This Week in Tech History: Army Sheep Massacre, First Internet Domain Name

A pie for Pi Day.
A pie for Pi Day. (Photo: Wikimedia Commons)

March 14 is Pi Day. Pi, which represents the ratio of a circle’s circumference to its diameter, begins with the digits 3.14, so Pi Day is observed on 3/14. The first Pi Day celebration was held in 1988 at the San Francisco Exploratorium—math enthusiasts marched around the museum in a circle and then ate pies. Numbers nerds around the country have since gotten in on the fun—MIT mails out its acceptance letters on Pi Day, and Princeton, New Jersey combines its Pi Day celebration with a birthday party for longtime resident Albert Einstein (who was born on March 14). In 2009, the U.S. House of Representatives passed a non-binding resolution recognizing Pi Day and the importance of studying mathematics.

March 15, 1985: became the first domain name registered on the Internet. Symbolics was a computer and software manufacturer which did regular maintenance work for the Department of Defense’s “Star Wars” missile defense program in the 1980s and 1990s. While the company is no longer in existence, its domain name was purchased by Aron Meystedt, owner and president of domain registration site XF, in 2009. Mr. Meystedt currently maintains the site, and it is still live today, making it the oldest registered domain name out of approximately 275 million Internet domain names in existence.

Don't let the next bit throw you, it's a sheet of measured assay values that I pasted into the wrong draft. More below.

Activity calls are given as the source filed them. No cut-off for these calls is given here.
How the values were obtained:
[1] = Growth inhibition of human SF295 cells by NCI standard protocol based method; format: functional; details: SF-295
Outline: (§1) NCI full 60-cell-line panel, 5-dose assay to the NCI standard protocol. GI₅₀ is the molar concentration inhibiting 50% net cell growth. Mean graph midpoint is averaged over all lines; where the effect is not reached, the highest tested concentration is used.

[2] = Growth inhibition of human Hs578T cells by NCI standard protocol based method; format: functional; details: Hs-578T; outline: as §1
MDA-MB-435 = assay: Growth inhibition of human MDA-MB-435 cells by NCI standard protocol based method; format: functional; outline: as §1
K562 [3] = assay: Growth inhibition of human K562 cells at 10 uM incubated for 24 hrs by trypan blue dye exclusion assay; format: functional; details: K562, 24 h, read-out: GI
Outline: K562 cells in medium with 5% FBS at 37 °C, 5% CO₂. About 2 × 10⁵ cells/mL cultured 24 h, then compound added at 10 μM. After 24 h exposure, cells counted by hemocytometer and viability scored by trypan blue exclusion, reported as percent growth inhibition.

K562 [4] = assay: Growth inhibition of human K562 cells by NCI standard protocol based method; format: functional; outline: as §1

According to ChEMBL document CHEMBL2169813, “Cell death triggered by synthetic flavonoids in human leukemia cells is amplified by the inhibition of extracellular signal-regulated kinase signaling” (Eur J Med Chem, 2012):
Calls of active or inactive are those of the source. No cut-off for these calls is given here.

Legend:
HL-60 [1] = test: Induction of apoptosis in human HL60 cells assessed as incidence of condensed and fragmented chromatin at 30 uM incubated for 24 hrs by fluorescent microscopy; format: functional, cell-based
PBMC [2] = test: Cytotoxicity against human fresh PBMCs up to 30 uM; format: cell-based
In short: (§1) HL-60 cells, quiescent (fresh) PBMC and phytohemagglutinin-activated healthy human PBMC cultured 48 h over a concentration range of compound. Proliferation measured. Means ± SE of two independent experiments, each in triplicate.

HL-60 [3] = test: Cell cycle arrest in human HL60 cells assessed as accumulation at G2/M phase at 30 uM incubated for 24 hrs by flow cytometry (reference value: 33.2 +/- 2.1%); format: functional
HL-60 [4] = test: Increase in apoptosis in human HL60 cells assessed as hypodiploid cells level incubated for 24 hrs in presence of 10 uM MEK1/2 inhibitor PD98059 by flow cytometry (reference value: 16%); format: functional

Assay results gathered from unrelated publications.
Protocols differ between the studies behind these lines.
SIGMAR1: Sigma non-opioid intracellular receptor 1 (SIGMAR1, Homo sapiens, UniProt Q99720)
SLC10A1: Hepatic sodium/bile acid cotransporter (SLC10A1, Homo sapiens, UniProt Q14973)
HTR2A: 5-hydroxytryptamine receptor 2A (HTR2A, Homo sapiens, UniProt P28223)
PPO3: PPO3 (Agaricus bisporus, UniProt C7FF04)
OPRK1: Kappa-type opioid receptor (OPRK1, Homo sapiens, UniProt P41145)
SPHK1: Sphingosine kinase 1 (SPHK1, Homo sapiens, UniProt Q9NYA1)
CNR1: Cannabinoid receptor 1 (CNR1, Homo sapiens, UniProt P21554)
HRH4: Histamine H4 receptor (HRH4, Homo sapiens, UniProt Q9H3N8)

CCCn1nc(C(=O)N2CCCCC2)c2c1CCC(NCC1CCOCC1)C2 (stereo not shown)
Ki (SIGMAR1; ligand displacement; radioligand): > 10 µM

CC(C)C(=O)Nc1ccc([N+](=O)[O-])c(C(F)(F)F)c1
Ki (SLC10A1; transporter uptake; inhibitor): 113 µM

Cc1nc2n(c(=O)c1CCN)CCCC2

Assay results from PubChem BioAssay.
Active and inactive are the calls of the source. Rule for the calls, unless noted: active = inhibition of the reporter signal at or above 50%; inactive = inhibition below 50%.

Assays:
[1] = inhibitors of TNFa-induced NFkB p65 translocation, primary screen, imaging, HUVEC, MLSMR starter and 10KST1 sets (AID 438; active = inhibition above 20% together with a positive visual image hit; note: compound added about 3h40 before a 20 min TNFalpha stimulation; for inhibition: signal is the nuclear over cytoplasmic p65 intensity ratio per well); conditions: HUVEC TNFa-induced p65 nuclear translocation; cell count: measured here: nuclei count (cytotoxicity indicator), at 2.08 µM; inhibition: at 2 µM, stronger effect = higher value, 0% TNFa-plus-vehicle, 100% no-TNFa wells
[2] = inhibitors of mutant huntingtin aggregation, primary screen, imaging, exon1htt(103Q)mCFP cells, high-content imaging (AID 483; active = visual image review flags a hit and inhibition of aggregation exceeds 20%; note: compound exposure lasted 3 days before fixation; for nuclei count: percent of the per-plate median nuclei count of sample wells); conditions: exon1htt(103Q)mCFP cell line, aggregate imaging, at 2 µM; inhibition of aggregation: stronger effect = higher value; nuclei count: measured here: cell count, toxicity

Farm workers tend to the dead Dugway sheep.
Farm workers tend to the dead Dugway sheep. (Photo: Flickr Creative Commons)

March 17, 1968: Six thousand sheep were killed at ranches near a U.S. Army nuclear testing site in Dugway, Utah, in what became known as the Dugway Sheep Incident. The Army tested biological and chemical weapons, including anthrax, at Dugway. During one test a jet aircraft sprayed a nerve agent called VX on an area where many sheep grazed—the chemical wafted out in a trail behind the aircraft and drifted into the area where the sheep gathered. Most of the exposed sheep were killed right away, and even those that weren’t were eventually euthanized. An investigation found “incontrovertible” evidence that the VX had caused the sheep kill, so the Army paid the ranchers for their losses. This incident among others led the U.S. government to renounce biological weapons.

The aftermath of the Tokyo subway sarin attack.
The aftermath of the Tokyo subway sarin attack. (Photo: Wikimedia Commons)

March 20, 1995: A chemical attack on the Tokyo subway killed 12 people and injured 50. The attack, which used an impure form of sarin gas (which is classified as a chemical weapon), also caused vision problems for nearly 1,000 commuters. The sarin was contained in plastic bags wrapped in newspaper—the perpetrators punctured the bags with umbrellas and dropped them on the subway floor at prearranged stations so the chemical could spread through the subway car as the men escaped. The Subway Sarin Incident (as it was called in the Japanese media) was carried out by members of the terrorist doomsday cult Aum Shinrikyo—group leadership was tipped off about planned police raids of cult facilities, and they plotted the attack as a way to divert attention from the group. This act of domestic terrorism was and is the most serious attack to occur in Japan since the end of World War II.

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